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Copyright

While Hope College's Department of Computing and Information Technology (CIT) strives to be an enabling resource in the use of technology for academic study, office productivity, and other areas of college life, there occasionally comes a time when expectations and limits must be set in the form of policy.

It is not the intention of CIT to develop and enforce policies to bureaucratically offend and limit the people it serves; rather, these policies exist to ensure reliable, secure and fair technology solutions continue at Hope College.

Therefore, as you read the policy statement below, please keep in mind that its intention in the larger scope is to maintain an excellent technology infrastructure and not to limit creativity, academic freedom, or other appropriate and welcomed activities.

There has been much discussion recently about what can and cannot be placed on the Hope College web site -- either for promotional or educational purposes. Although this statement is not an official college policy, it is a guideline for those responsible for creating web sites and digital replications of information and/or images at Hope College.

Computing and Information Technology retains the right and responsibility to remove any information and/or images from the campus web server (http://www.hope.edu) which may be a violation of copyright.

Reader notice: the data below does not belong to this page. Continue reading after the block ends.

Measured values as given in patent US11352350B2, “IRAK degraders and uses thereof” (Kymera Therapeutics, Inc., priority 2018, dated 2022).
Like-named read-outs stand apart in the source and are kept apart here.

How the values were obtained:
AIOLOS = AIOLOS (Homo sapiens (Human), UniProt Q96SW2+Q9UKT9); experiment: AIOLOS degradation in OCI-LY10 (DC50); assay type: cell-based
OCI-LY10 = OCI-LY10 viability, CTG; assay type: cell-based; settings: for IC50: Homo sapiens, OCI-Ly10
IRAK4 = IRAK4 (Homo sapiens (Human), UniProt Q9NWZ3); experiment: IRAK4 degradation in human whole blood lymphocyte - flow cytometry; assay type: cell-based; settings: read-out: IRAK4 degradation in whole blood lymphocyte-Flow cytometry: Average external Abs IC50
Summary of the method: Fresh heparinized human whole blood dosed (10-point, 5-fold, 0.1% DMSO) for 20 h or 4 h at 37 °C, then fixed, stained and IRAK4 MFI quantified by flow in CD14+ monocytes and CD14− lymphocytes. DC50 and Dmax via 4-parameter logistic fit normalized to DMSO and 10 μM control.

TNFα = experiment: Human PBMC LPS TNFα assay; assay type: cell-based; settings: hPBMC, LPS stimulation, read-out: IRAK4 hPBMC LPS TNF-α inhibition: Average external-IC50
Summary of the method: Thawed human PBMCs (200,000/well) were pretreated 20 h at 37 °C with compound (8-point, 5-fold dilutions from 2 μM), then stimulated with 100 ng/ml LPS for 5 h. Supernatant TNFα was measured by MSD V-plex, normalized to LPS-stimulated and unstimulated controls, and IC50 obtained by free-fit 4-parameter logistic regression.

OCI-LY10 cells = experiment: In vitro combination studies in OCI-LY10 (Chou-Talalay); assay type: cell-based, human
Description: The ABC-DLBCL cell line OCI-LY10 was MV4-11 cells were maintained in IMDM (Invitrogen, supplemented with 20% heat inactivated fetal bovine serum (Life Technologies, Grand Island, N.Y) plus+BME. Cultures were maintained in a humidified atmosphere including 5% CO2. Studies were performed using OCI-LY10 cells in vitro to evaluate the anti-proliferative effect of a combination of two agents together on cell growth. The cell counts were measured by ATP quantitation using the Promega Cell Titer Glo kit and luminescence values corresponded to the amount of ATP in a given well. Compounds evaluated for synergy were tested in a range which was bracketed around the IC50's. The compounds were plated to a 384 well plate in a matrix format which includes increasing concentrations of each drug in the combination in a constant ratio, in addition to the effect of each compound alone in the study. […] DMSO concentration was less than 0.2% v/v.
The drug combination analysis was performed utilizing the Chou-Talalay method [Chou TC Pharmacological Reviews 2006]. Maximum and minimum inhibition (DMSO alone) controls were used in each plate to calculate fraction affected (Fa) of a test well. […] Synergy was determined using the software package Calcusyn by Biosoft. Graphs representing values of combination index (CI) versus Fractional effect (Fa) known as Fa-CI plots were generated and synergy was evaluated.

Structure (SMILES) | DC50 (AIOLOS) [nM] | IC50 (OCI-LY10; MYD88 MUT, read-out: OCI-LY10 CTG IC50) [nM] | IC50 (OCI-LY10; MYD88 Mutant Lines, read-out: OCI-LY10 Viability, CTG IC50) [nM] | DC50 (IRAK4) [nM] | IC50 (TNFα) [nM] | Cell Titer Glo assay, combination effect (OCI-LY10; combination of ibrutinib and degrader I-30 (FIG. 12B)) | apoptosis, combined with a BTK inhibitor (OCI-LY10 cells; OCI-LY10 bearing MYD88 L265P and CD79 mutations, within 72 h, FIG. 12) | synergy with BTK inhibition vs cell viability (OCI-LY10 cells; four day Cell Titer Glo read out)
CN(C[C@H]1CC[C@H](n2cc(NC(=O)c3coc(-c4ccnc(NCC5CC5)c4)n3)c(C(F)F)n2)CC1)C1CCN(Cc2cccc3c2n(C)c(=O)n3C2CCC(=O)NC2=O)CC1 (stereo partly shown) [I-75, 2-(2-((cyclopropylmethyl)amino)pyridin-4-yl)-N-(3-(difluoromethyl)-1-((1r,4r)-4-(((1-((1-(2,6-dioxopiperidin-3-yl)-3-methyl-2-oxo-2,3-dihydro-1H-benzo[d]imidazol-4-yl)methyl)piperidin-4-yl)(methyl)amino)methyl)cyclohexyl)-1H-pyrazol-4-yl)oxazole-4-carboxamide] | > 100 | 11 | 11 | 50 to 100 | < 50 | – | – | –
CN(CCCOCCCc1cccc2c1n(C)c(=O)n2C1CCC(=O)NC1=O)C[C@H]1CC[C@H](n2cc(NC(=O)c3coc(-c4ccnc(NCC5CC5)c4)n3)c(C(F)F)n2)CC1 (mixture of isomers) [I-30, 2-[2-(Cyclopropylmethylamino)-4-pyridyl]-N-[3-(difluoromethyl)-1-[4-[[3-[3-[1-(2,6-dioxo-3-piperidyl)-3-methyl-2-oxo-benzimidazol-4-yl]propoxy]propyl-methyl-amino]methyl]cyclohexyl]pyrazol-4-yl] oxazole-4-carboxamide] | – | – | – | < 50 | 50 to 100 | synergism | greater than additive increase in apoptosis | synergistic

The majority of information and/or images that are available on the web, books, journal articles, etc. are copyrighted. Permission must be obtained from the copyright owner, or authorized representative, before replicating unless your intended use of the information and/or images falls within the legal exceptions of Fair Use. Just because information and/or images can easily be replicated does not mean that you are legally permitted to replicate them.

Items that are definitely copyrighted:
  • Cartoons (comic strips and characters)
  • Corporate logos
  • Digital replicas of artwork

If information and/or images are explicitly noted to be within the Public Domain, they may freely be used, replicated, downloaded and incorporated into other materials without permission. Such information includes:

  • Publications dated 1922 or earlier.